• MIT: The MIT Media Lab’s Lifelong Kindergarten program was a catalyst for the Exploratorium’s Tinkering Studio, a place where visitors investigate scientific and aesthetic phemomena through processes of design and making. Working with MIT, the Tinkering Studio fosters national and international networks of educators committed to supporting opportunities for creative and playful invention, and celebrates thinking by making with your hands.
  • SRI International: Researchers from SRI International and the Exploratorium are equally invested in understanding how people's learning and interest develop across timeframes and settings. Together, we conducted a four-year national study of learning in science-rich afterschool programs. We’re also a research partner in SRI’s nationwide evaluation of the National Science Foundation's Informal Science Education program. Researchers from SRI and the Exploratorium have also coauthored several papers and reports, and collaboratively designed national conferences addressing STEM learning across settings.
  • The Center for the Advancement of Informal Science Education (CAISE): CAISE is a National Science Foundation (NSF)-funded program housed at the Association of Science-Technology Centers in Washington, DC. The Center works in collaboration with the NSF Advancing Informal STEM Learning Program (AISL) to strengthen and advance the field of informal science education and its infrastructure by providing connectivity, resources, and community. Together, CAISE and the Exploratorium have produced Making Science Matter: Collaborations Between Informal Science Education Organizations and Schools, participated in discussions about the expansion of media in science, and are supporting work that strengthens the infrastructure of informal science education nationwide.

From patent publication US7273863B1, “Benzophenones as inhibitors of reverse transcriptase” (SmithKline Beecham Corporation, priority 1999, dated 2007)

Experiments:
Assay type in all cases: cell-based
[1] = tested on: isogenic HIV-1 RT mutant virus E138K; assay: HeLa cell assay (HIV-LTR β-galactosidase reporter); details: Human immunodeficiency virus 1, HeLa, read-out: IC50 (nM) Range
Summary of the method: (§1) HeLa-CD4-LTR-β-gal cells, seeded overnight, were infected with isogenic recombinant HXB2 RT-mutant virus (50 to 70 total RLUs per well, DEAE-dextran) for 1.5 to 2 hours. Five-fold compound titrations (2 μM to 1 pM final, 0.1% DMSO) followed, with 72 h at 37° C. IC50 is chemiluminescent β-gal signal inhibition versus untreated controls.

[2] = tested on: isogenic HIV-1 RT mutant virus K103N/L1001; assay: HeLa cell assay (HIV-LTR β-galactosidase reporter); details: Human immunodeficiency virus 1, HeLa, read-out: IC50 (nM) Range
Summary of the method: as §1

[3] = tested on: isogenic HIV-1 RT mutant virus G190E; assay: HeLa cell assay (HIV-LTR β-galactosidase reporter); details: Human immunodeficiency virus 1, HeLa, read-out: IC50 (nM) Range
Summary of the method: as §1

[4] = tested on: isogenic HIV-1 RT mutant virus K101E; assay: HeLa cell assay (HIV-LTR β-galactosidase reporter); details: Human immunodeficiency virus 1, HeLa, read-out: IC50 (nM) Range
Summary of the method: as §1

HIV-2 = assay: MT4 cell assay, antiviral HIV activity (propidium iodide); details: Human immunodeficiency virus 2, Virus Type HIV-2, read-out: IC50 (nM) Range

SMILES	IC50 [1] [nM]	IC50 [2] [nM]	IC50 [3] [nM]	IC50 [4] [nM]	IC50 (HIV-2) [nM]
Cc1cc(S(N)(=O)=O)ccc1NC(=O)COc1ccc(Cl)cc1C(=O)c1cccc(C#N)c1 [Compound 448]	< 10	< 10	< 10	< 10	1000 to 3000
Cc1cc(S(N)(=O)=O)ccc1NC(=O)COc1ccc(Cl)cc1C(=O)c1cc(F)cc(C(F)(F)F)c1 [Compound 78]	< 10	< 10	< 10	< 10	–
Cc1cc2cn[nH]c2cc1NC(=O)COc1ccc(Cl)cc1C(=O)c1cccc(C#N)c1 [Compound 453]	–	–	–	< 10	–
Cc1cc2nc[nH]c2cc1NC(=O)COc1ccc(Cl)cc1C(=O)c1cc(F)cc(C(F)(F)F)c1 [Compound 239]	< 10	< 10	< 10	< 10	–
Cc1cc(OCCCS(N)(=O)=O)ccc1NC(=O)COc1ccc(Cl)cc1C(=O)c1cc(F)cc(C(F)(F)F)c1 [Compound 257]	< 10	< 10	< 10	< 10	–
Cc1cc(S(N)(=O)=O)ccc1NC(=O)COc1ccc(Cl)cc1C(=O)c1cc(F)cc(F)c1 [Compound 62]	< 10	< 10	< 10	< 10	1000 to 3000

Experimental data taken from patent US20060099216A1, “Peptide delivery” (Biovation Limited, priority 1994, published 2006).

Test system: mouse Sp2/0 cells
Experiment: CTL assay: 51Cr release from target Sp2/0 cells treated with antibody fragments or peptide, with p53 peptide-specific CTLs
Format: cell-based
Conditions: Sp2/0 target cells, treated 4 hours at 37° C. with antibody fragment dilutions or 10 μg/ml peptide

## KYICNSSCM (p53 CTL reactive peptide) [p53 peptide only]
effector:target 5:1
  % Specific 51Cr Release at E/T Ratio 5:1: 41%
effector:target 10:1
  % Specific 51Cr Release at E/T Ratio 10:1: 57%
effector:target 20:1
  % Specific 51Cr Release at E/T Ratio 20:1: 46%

• The Boys & Girls Club (at sites in San Francisco, California): In our hometown, we’re actively working with the Boys & Girls Club centers, designing, implementing, and documenting a Tinkering in Afterschool program as part of a local node of the California Tinkering Network, which we lead. Collaborators in the Network include the California Afterschool Network, the Watsonville Community Science Workshop, the Fresno Community Science Workshop, Techbridge, and the Discovery Museum in Orange County, California.
  • Sonoma Valley Unified School District (SVUSD): Research has shown powerful connections between the processes of language acquisition and science. By providing English-language developers with engaging science learning opportunities, we provide students with powerful experiences to speak and write about, while helping them acquire language skills in the process. Our Institute for Inquiry began a pilot program with teachers at one elementary school in the district in 2008; it’s now a five-year program, funded by the U.S. Department of Education, that works with all elementary schools in the district.